A wonderful world
The vulnerable Atlantic whitefish is a great, but not the only, reason to avoid logging a section of land next to Minamkeak Lake. (WestFor’s application to harvest the area is now pending indefinitely).
I hunt on this land and I fish on the shores of the lake, on the sides that we wanted to cut. I’m sure with the lay of the land they knew not everyone could come in and check it out.
Besides the beautiful forest itself, there are bogs and swamps at higher levels throughout the region. They fill up in winter, and during the rainy season, streams of water flow into the lake. If you canoe along the shore, you can hear these streams flowing into the lake; they flow through ravines in the country.
You can “Google Earth” and zoom in and see bogs and swamps from space. It would be absolutely foolish to cut on these Crown lands.
It’s a great place they were talking about destroying. It is an area where wildlife is very safe because it is not very accessible. There are deer, many owls and many other species of birds, rabbits and coyotes. I saw otters. The terrain is extremely rough, jagged and rocky in some areas and there are bear dens there.
The shore is an archive of ancient history with hundreds of fossilized rocks. No problem getting photos and videos of the area. I have a lot; you just need a boat.
Governing is not just about health care, economic growth and money. It’s also about nature, our Crown lands, our wildlife and the Atlantic whitefish. This place adjacent to Minamkeak Lake just screams that it shouldn’t be cut. This would be a biologist’s dreamland. It should be left to grow this spring and checked. Only God knows how many species of plants are here. Has anyone watched besides the woodcutters?
Wendell Rogers, Camper
If a tree falls…
After Dale Smith’s op-ed “Tackling conflict of interest in the forest sector head-on” appeared on May 5, I looked forward to all the reactions it would elicit. Instead, this important and timely piece ended in resounding silence.
Was I the only Nova Scotian whose reaction to reading this excellent article was relief and excitement that someone was finally making this vital point about how our public forests are managed? Are we not all, at some level, aware that the Department of Natural Resources has always viewed its mandate as empowering the forest industry?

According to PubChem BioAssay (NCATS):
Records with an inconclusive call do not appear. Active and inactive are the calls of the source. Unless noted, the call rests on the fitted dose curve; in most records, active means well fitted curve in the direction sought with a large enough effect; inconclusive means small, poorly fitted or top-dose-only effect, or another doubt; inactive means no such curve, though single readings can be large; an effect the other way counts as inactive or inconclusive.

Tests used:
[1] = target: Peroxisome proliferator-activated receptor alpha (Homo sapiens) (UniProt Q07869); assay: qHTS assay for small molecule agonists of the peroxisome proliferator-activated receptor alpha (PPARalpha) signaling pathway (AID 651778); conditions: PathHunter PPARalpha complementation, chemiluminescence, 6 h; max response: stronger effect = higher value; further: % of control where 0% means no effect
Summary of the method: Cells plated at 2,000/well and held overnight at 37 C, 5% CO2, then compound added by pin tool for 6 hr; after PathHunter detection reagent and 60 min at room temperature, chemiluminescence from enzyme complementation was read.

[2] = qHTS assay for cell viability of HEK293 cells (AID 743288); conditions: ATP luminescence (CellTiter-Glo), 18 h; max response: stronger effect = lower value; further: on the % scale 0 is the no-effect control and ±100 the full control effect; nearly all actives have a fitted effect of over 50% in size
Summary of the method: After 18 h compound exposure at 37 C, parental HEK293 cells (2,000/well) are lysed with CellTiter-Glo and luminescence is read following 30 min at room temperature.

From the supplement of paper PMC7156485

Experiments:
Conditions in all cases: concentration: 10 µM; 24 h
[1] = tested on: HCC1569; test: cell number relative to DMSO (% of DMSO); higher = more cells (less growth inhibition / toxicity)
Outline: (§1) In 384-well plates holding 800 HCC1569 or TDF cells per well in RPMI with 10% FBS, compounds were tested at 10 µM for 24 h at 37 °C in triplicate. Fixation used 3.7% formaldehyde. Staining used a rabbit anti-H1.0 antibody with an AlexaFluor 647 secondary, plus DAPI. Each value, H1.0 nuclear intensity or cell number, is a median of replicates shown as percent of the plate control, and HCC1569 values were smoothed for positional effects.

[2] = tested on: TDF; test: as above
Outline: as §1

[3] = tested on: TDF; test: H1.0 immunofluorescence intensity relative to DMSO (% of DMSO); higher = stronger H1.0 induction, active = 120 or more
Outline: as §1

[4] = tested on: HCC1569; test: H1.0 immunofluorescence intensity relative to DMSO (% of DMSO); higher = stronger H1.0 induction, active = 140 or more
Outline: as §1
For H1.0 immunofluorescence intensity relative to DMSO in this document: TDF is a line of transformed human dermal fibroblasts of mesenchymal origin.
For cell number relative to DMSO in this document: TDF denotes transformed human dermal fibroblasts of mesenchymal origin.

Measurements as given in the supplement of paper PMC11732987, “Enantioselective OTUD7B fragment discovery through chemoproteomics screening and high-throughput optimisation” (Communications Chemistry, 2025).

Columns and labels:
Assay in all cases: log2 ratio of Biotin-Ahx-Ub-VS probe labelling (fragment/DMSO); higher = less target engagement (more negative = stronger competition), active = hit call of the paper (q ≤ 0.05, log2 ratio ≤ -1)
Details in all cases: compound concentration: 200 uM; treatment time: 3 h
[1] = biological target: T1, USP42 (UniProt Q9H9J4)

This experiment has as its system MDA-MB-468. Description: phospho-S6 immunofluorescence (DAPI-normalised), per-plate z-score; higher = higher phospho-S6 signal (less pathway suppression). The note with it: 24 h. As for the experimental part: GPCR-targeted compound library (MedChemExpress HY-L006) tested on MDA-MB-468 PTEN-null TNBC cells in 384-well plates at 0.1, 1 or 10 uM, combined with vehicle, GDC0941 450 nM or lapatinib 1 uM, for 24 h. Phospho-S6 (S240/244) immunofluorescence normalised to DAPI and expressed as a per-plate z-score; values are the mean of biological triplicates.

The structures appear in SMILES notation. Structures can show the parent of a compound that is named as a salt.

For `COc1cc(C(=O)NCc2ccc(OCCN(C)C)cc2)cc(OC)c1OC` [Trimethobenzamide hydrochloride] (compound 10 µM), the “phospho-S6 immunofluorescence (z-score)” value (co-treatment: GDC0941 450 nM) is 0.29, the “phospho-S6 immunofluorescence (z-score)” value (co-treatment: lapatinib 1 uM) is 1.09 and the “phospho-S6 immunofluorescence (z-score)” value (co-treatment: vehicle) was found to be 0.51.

While the implementation of the recommendations of the Lahey report has lagged and crumbled, it seems that the prevailing agenda, despite what is said in public, is to quietly and stubbornly delay action until every tree likely to have any commercial use has been cut down. .
This is the point Smith makes in his second “disconnect” between government-backed industry interests and responsible public stewardship. It bears repeating: “While planning for protected areas and zoning of Crown lands is underway, there are no provisions in place to ensure that ongoing forestry operations avoid areas of potential conservation interest.
Even though Mr. Smith’s article did not garner the avalanche of support it deserves, I am nevertheless very grateful to him for providing a clear indication of where and how to push for effective change in the management of our forests. The primary responsibility for forest management must be removed from the hands of the government department, which sees its mandate as promoting the forest industry. This is a clear and achievable goal, and for my part, I will immediately begin writing, and encouraging others to write, to our Prime Minister and our representatives to make it happen – the sooner the better.